Health 4-1-1

College women confront lack of sex education

While many used to whisper and giggle about sex as children, it becomes less of a laughing matter as they mature. Students realize that having sex introduces the possibility of an unwanted pregnancy or STDs.

But a study recently conducted by the National Campaign to Prevent Teen and Unplanned Pregnancy found that 42 percent of unmarried women between the ages of 18 and 29 years old said they knew little about birth control pills.

“I’ve probably only had a handful of mostly female students … who’ve come in to ask about sexual health stuff, like contraceptives or pregnancy concerns, things of that nature,” said Malkia Hutchinson, program coordinator of the Women’s Resource Center.

Hutchinson said she’s had a student come in to speak with her who knew nothing about safe sex, contraceptives or condoms, let alone healthy sexuality, sexual tension and sexual pleasure.

“We have a little handout that we give about different types of contraceptives, from the pill all the way down to an IUD … so I gave her that and referred her over to the student health center, and we have a lot of condoms, dental dams (and) internal and external condoms, so I did a demonstration with her and showed her how to use those,” Hutchinson said.

One female student feels that the percentage of women who aren’t aware of their options is not surprising, but has little to do with information about birth control being hard to come by. Rather, she says that people simply aren’t as comfortable talking about other contraception methods as they are about condoms.

“I used to be on birth control for other medical reasons, but I’m not since I’ve been properly diagnosed,” said advertising junior Gabrielle Wallace. “I don’t think it’s hard to get information about birth control or obtain birth control. Information about birth control is everywhere, but I don’t think it’s as voiced or as accepted as condoms. Some people still think birth control is an abortion pill.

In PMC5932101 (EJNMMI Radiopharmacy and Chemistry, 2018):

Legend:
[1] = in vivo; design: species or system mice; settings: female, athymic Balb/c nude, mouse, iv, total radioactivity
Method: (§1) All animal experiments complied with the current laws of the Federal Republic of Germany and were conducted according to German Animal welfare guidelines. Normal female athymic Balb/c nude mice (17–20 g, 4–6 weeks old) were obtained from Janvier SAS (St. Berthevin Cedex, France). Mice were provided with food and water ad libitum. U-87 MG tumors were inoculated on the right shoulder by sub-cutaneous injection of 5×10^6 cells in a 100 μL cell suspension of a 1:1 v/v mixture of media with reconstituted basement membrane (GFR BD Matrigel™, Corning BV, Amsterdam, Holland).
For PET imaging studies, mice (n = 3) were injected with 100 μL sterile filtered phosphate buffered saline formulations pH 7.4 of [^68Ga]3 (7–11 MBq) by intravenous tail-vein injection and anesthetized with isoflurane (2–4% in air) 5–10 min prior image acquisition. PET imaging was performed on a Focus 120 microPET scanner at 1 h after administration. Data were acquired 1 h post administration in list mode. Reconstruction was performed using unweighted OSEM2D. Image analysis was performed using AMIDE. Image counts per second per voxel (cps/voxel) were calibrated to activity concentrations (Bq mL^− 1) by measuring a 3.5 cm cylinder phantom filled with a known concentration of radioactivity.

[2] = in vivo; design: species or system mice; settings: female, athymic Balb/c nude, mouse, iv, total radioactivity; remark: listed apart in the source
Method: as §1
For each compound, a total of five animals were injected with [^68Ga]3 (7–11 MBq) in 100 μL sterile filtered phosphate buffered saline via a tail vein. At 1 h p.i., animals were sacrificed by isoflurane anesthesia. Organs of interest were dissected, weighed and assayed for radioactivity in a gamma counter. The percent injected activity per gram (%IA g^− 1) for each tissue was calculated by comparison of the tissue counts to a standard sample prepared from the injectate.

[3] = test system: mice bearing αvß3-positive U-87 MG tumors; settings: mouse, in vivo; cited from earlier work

“I also think people are getting mixed signals. In movies, you don’t hear anyone during a sex scene say, ‘Oh let me take my pill,’ or, ‘Yes, I took my pill today.’ People see commercials and hear about the many benefits of birth control but ignore the facts.”

In response to the result of their survey, the National Campaign to Prevent Teen and Unplanned Pregnancy has launched a website,, geared specifically toward this age group.

It features much of the same information that can be found at the Women’s Resource Center or even on, but in a much more user-friendly format. From informational videos about every contraceptive method available featuring female users themselves to a “guy’s guide” to understanding birth control, the website aims to change the dialogue in this demographic in a way that will make weighing the shot versus the withdrawal method just as logical as the condom question.

“What I think happens is part of the catch-22 for women,” said Beverly McPhail, director of the Women’s Resource Center. “If they decide to be sexually active and have a concrete plan, like arranging for birth control, they run the risk of being called sluts. Another part is access and cost. Some young women are still on their parents’ health plan and don’t want to be on the record of visiting a gynecologist and obtaining birth control. Other women do not plan to be sexually active, may even plan to be abstinent, and then, there again, an opportunity arises and they are unprepared.”

College-aged women often overlook long-term birth control when considering ways to protect themselves against pregnancy and STDs.

Chief physician and executive director of the UH Health Center Dr. Scott Spear said that the intrauterine device, a long-acting, reversible method of contraception that is inserted into the vagina by a doctor, was once thought to be a method of birth control only for women who had previously been pregnant.

“There hasn’t been a lot of education about it. It’s not being advertised. Many years ago, there were many concerns about the IUD’s safety; the IUD is much safer now,” Spear said.

Common brands such as Mirena, a hormonal IUD, and Paragard, a copper IUD, can be effective for up to five and 10 years respectively.

There’s also the option of using the implant Implanon, a tube placed under the skin of a woman’s upper arm that can be effective at preventing pregnancies for up to three years. The implant is 99.9 percent effective versus the IUD, which is 99 percent effective.

Only one out of 2,000 sexually active women who use the implant for one year may become pregnant, according to

“People aren’t aware. We talk about men’s sexual health issues more than women’s sexual health and reproductive needs,” Spear said. “People in the media need to tell women, ‘there’s some good news out there.’ (And) it’s available at the UH Health Center.”

Birth control is covered under the Affordable Care Act as preventive health care, which all health insurance companies are now required to cover. These needs can also be met by purchasing student health insurance through the UH Health Center, which offers health care plans year-round.

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